Although delayed onset muscle soreness and increased serum creatine kinase activity (SCKA) following unaccustomed exercise is common in adults, little is known concerning these responses in children. The perception of muscle soreness and SCKA in children (n = 16) (M age = 10.4±.30 yr) was compared to a control group of adults (n = 15) (M age = 27.1±.87 yr) following a single bout of downhill running (30 min − 10% grade). Preexercise SCKA was not significantly different between the children (91.7±8.5 μmol•L−1•min−1) and the adults (77.1±5.9 μmol•L−1•min−1). The difference in SCKA (pre to 24 hours post) was significantly less (p<.01) for the children (68.6±16.2 μmol•L−1•min−1) than for the adults (188.7±36.8 μmol•L−1•min−1). When the groups were adjusted for weight differences, SCKA was not significantly different between the adults and the children. Regardless of age, males demonstrated a significantly greater increase in SCKA postexercise when compared to females. Soreness ratings (verbally anchored scale from 1 to 10) 24 hours following the downhill run were not significantly different between the children (3.8±.6) and the adults (4.5±.7). Following an eccentrically biased exercise task, children exhibited less of a SCKA response compared to adults that is related to body weight.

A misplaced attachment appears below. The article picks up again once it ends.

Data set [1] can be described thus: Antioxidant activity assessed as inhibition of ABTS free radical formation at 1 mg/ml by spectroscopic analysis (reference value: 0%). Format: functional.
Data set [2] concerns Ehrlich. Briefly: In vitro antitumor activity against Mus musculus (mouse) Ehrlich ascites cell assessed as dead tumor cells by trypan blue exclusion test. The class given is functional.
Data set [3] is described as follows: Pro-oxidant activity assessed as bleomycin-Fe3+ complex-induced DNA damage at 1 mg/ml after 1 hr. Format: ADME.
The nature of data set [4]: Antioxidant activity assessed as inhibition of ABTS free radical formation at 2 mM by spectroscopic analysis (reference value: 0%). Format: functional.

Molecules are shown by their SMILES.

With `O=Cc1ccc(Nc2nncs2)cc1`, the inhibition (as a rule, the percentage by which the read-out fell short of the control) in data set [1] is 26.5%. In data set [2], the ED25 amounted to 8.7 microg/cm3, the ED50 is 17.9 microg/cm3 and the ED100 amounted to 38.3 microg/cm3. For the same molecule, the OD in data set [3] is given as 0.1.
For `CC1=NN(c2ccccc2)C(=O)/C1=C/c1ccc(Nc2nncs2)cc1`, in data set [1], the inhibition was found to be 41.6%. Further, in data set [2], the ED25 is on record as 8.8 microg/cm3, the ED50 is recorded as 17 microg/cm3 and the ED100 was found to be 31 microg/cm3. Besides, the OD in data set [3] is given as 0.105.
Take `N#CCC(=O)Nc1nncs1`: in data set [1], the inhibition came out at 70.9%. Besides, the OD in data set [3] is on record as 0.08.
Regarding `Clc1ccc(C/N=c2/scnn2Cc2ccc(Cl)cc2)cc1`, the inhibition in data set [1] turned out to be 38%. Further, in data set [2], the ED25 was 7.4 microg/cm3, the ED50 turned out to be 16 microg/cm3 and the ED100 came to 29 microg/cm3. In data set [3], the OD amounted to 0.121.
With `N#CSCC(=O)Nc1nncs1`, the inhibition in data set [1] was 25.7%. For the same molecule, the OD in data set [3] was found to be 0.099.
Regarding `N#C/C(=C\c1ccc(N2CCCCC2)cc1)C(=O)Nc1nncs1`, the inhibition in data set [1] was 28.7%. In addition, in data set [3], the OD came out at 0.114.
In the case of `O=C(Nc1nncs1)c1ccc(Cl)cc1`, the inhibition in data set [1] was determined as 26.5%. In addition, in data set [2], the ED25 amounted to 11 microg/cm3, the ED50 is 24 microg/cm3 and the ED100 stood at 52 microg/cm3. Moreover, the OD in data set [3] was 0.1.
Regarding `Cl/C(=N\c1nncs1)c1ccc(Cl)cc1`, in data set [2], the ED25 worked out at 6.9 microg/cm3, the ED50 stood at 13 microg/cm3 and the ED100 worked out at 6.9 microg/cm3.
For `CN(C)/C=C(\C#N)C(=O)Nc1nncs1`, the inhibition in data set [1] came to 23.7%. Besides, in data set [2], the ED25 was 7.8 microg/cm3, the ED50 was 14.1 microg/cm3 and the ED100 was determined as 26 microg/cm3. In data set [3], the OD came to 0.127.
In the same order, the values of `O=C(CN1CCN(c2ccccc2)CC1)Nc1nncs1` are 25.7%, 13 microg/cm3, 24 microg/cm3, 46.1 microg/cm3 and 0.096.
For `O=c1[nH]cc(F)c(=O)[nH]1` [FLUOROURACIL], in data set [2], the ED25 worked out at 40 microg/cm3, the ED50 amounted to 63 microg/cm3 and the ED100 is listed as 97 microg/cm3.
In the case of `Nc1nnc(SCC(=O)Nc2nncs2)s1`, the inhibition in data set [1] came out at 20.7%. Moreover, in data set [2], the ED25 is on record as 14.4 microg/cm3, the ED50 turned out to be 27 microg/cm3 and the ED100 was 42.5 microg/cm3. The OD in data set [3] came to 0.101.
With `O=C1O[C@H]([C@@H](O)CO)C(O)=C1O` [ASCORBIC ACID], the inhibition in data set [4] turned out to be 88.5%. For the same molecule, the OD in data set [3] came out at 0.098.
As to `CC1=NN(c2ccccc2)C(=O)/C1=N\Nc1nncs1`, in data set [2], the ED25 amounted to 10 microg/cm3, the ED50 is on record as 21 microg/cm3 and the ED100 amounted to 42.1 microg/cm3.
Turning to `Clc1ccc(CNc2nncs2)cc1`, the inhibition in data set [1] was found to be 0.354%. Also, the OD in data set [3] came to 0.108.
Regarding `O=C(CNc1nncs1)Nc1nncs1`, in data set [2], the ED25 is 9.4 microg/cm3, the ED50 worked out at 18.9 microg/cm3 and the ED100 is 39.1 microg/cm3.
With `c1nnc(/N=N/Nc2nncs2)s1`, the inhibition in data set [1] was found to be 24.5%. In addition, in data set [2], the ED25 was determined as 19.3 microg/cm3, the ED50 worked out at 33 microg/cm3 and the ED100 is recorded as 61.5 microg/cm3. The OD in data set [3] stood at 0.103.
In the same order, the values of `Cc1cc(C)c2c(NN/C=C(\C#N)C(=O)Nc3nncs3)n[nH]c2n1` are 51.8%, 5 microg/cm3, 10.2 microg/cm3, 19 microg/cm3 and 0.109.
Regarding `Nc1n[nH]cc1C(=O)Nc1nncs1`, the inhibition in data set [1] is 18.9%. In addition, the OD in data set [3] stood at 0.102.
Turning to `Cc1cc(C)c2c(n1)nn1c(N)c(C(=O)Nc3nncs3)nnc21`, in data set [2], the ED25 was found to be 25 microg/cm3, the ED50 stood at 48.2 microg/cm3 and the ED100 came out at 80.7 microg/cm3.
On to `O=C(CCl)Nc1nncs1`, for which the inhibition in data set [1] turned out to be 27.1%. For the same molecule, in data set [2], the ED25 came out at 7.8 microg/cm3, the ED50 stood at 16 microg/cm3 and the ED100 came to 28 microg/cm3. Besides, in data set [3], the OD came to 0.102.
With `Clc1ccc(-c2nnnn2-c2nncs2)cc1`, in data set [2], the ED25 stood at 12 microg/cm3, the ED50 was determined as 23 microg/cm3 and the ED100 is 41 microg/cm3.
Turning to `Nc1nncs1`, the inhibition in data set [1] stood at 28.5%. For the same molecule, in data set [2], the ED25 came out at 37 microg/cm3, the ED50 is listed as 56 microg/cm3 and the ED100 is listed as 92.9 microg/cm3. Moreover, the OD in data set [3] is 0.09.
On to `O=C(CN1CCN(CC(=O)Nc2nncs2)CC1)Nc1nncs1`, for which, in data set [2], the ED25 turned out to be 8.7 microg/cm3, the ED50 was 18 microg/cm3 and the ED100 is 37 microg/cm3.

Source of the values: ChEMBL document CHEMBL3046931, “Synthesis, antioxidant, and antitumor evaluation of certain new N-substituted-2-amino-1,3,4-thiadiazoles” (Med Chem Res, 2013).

Lauri M. Webber is with the Dept. of Cardiovascular Medicine at the U. of Massachusetts Medical Center, Worcester, MA 01655. William C. Byrnes is with the Dept. of Kinesiology at the University of Colorado, Boulder, CO 80302. Thomas W. Rowland is with the Dept. of Pediatrics at Baystate Medical Ctr., Springfield, MA 01199. Vicky L. Foster is with the Dept. of Sport Science at Colorado State University, Ft. Collins, CO 80521.